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  Readers Write
     
   

As a former Patriot League athlete (Class of '93), I would like to express my enjoyment of John Feinstein's recent book The Last Amateurs. I received it as a Christmas gift, and it truly was a gift of giving.

As an employee of the athletic public relations profession, I have a firsthand view of much that is impure in collegiate athletics. Mr. Feinstein reminds us that it doesn't have to be that way. And, he points out, it certainly isn't that way in the Patriot League.

Holy Cross should continue to be proud of its dedication to the tenets of the league. It is something to be proud of. Flipping page after page of Mr. Feinstein's book, I was reminded of why I chose Holy Cross-it is an institution which strives for well-rounded excellence.

Lisa Cascio '93
(assistant director of sports information, Old Dominion University)
Norfolk, Va. 

 

Daniel J. Gorman '54, in his letter published in the winter 2001 issue of Holy Cross Magazine, laments the loss of the "fortress mentality" at Holy Cross in his criticism of Fr. McFarland's homily on the Feast of the Holy Cross. Such a "fortress of truths," he asserts, will develop men and women who will dedicate their lives "to their fellow human beings."

In the same issue, however, readers learned that 350 Holy Cross students will donate their time and talent to Habitat for Humanity during spring break rather than participate in the annual trek to Florida, Mexico and other sunny locations. How proud I am of those students, and how grateful that Holy Cross has inspired such service. Such inspiration has resulted, not from the "fortress mentality," but precisely because it was rejected. Cardinal Avery Dulles, S.J., commenting on Lumen Gentium in the America Press edition of The Documents of Vatican II, wrote: "When the Council Fathers came together, they immediately saw the need of setting forth a radically different vision of the Church, more biblical, more historical, more vital and dynamic."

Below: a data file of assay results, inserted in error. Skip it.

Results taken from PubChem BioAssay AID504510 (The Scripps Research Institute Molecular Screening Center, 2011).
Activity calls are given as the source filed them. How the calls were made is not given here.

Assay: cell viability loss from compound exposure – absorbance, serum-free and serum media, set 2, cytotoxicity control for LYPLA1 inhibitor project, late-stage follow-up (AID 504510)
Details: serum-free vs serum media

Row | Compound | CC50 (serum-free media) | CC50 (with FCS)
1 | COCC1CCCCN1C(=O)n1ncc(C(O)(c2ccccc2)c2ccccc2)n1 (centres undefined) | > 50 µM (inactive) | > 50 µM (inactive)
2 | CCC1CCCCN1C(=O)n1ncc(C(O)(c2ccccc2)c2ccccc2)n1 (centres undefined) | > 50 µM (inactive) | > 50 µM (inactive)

It is also useful to recall what has been described as the most famous scene in Cardinal Newman's Essay on Development: "In a higher world it is otherwise; but here below to live is to change, and to be perfect is to have changed often."

Some have found the changes initiated by Vatican II difficult to accept; that this has led to polarization is evident from Mr. Gorman's letter. But, as we know, Ecclesia Semper Reformanda-the Church is always in need of renewal. All of us!

Francis X. Doyle '55
Ashburn, Va. 

 

The winter issue was a wonderful showcase of the achievements of many younger alumni. The front cover was a surprising burst of youthfulness that prompted me to delve immediately into the cover story.

Shadowing David Holmes' MTV success is a flood of mounting criticism of his profession and particularly of his employer-accusations of the media "dumbing down" of today's youth and society-at-large by Viacom and other commercial media giants. It is easy to cast blame on MTV and other media institutions that seek out and develop programming that feeds into the negative rather than positive aspects of today's world community. (For reference, you may want to look to the recent documentary Merchants of Cool [see http://www.pbs.org/wgbh/pages/frontline/shows/cool/] or tune into MTV's Jackass show.)

However, we must remember the power of choice. Choice is what every person has when he or she turns on the TV, tunes into a radio station, picks up a magazine, newspaper or tabloid, or logs onto the Internet. The media does not force itself into our homes, we invite it in. We are media consumers. Instead of finger pointing and blaming, we must look at individual decisions and responsibilities.

And just as we are responsible for the choices we make as media consumers, each person involved with such media organizations also has a choice. I urge Dave and others in the media and communications professions to respect the power of their influence-to remember the strength it has-and the ability for it to do as much good as it can do bad. 

With power comes responsibility. While at Holy Cross, we were encouraged to see the power each person has to help influence the communities we live in. It is inspirational to read about our classmates who have continued to draw upon such values in their professional lives.

I congratulate David Holmes and my fellow alumni on their successes and look forward to the positive effects of the power they have, in whichever industry they are leading. 

Christine (Frassica) Scaplen '91
Chelmsford, Mass.

 

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